on March 16, 2012 at 6:22 pm said:

    I just have to say that your kids are the cutest!!lfwfv

  6. Tina
    on March 16, 2012 at 1:29 am said:

    Great tips. I'm a huge believer in the idea that if you buy it consistently, eventually they will at least try it!Tina

  7. Raelyn
    on March 16, 2012 at 1:11 am said:

    I have no kids yet, but your post makes me sympathize with my mother. Growing up, my brothers and I were quite picky eaters. At least with my brothers, most of the time my mother could get away with hiding things like spinach in homemade noodles, but I was a supertaster and could always detect even trace amounts of my hated vegetables.Although, the good part about this is that my strong sense of taste has always meant I've never been able to handle eating much meat. It made the transition to a meatless diet much easier, I'm sure. ๐Ÿ™‚

  8. angie
    on March 15, 2012 at 11:40 pm said:

    i have always struggled with brussels sprouts. i have tried several different dishes trying to find a way that i would like them but i just haven't yet. i like the idea of focusing on the veggies i do like and not feeling like i have to enjoy them all. maybe brussels sprouts just aren't for me!

  9. Whole Foods Vegan Momma
    on March 15, 2012 at 5:52 pm said:

    Stephanie: Yes, who say's you have to love EVERYTHING? I mean I think I do, but, Joseph has taught me that it's okay to have a smaller pool of "likes." As long as you're getting something, that is far superior to nothing!

  10. Stephanie
    on March 15, 2012 at 5:38 pm said:

    This was so reassuring Janae. I will try to feel less stressed about their love of 2 veggies and just make sure they get SOMETHING everyday. And since I only like about 3 or 4, it's a good start for me too. ๐Ÿ˜‰

  11. Whole Foods Vegan Momma
    on March 15, 2012 at 5:29 pm said:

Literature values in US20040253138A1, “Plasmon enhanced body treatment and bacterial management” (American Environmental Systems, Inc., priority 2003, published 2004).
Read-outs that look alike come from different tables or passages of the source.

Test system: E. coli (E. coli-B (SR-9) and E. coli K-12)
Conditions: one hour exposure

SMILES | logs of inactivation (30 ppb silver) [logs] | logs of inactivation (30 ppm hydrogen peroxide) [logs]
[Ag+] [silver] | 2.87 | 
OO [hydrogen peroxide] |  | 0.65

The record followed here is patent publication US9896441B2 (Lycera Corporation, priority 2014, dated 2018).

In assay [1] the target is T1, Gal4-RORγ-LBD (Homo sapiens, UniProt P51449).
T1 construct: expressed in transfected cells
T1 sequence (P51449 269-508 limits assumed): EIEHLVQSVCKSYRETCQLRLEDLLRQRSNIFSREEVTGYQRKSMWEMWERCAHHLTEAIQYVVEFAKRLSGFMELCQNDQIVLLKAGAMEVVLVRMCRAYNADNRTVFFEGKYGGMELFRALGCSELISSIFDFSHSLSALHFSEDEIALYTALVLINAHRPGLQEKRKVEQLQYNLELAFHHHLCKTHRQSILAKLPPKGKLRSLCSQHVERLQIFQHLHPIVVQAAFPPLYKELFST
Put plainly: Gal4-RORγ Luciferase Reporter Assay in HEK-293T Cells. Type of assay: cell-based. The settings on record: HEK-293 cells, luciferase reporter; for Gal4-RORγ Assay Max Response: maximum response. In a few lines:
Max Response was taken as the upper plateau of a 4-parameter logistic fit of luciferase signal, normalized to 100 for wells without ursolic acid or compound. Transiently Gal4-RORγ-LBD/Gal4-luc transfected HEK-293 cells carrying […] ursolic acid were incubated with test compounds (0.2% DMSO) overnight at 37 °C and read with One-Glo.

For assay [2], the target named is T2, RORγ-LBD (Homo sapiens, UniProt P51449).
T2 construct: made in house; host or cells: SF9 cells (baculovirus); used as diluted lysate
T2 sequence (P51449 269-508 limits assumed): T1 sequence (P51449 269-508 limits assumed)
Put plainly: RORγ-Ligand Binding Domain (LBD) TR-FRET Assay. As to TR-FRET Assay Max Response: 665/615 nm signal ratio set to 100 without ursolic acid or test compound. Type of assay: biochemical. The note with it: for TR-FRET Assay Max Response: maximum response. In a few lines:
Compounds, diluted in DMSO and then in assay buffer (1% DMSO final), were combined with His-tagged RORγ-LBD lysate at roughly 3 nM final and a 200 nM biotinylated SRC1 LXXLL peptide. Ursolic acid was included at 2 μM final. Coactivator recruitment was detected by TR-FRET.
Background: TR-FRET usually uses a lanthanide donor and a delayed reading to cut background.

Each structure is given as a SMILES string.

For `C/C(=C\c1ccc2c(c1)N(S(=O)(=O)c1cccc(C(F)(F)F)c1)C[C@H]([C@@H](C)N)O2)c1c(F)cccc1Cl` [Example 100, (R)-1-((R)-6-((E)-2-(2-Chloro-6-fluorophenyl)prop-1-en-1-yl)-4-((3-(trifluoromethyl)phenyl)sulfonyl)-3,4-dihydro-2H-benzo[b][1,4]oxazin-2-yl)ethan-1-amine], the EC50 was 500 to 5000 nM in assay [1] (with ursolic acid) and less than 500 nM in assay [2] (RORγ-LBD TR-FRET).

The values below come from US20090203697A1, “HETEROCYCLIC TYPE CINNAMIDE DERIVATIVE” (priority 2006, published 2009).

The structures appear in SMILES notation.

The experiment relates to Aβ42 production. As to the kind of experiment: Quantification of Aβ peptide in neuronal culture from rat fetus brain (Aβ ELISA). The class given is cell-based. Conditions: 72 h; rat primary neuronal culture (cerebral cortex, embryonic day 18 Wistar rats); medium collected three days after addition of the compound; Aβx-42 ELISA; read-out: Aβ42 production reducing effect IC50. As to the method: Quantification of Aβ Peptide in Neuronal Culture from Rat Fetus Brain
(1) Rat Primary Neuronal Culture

Melissa: You rock! I'm so happy for you. I love how you both got what you wanted and then Monico took leftovers. Definitely a recipe you'll want to milk for all it's worth. I'm serious. If you both really like it, eat this like 2 or 3 times a week!

  12. Melissa DeLeon
    on March 15, 2012 at 3:52 pm said:

    Oh. And my point was that I cooked the chicken separate, and it was mixed on his plate, not in the dish. (Win-win for us.)He felt like he wasn't being cheated on his meat, and I gave him half as much. (Dicing is deceptive in sizing!)

  13. Melissa DeLeon
    on March 15, 2012 at 3:50 pm said:

    I made a shepard's pie from scratch last night without a recipe! (I feel so clever.) I have this awesome broccoli, cauliflower, and double carrot frozen veggie blend from costco, and then I added mushrooms and asparagus. (I used chicken stock to make gravy — baby steps — to mix the veggies on the base. Covered it all with mashed red potatoes. Like you, for the picky honey, I cooked two small chicken cutlets and diced so husband could have "chicken" shepards pie. Best thing about it? That my "I hate cauliflower" husband ate it ALL! Better yet, he took leftovers for lunch today.Huge victory for me to hear him say "I really liked it." Woot woot!

  14. Whole Foods Vegan Momma
    on March 15, 2012 at 1:28 pm said:

    Char: Thanks! I think this approach works well with adults too (husbands, even :))!

  15. Char @ www.charskitchen.ca
    on March 15, 2012 at 6:28 am said:

    I'm a long-time lurker, and feel compelled to comment after this post. I LOVE your approach to feeding veggies to your kids. Making sure to focus on the ones they like, preparing them the way they like, and not creating any potential for bad feelings around vegetables. I don't (yet) have any kids of my own, but I do really appreciate your posts. Thank you ๐Ÿ™‚